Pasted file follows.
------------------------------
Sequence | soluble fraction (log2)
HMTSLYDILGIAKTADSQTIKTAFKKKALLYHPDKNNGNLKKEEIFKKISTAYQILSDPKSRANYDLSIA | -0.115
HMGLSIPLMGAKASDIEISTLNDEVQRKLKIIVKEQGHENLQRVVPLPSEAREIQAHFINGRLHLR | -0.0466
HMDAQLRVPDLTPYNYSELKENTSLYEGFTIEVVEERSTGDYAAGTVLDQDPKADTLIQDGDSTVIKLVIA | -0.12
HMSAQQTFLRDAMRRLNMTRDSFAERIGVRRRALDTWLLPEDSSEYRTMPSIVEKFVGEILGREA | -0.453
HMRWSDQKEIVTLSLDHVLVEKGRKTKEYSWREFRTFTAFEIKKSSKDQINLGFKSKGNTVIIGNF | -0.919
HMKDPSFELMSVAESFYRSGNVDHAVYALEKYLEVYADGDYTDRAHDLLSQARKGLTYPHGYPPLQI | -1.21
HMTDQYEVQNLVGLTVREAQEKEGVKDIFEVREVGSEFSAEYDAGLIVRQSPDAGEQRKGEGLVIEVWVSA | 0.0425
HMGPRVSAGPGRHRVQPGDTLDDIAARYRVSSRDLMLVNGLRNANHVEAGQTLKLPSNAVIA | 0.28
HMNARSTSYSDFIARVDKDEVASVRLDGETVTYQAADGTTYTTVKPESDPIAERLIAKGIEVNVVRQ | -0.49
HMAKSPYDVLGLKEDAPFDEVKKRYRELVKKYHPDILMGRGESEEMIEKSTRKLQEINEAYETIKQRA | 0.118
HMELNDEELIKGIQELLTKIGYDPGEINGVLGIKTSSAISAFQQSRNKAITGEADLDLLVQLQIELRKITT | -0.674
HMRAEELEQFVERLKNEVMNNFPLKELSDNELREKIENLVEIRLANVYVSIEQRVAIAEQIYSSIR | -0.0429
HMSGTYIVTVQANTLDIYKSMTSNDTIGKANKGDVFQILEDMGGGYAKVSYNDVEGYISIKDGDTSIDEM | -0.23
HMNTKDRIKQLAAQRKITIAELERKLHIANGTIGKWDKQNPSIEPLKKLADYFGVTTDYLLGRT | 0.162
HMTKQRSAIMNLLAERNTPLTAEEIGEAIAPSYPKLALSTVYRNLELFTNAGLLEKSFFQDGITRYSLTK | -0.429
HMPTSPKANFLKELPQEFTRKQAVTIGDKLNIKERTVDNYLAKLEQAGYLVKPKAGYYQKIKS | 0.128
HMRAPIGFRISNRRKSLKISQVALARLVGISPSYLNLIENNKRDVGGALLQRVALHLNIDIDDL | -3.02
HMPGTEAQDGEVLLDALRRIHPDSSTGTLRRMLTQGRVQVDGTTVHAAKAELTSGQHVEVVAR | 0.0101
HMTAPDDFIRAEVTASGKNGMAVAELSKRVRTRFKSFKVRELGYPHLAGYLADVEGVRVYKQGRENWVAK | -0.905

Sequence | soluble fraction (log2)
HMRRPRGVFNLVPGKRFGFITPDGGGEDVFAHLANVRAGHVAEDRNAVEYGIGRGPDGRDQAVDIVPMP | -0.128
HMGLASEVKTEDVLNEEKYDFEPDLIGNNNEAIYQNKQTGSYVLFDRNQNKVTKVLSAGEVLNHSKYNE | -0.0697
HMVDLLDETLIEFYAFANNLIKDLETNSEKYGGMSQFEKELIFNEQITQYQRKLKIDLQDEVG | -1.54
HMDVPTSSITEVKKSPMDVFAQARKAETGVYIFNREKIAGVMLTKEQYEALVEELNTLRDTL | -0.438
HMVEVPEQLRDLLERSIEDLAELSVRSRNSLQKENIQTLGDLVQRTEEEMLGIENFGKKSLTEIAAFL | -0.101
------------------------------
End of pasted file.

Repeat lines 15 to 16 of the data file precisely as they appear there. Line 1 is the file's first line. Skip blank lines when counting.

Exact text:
HMNTKDRIKQLAAQRKITIAELERKLHIANGTIGKWDKQNPSIEPLKKLADYFGVTTDYLLGRT | 0.162
HMTKQRSAIMNLLAERNTPLTAEEIGEAIAPSYPKLALSTVYRNLELFTNAGLLEKSFFQDGITRYSLTK | -0.429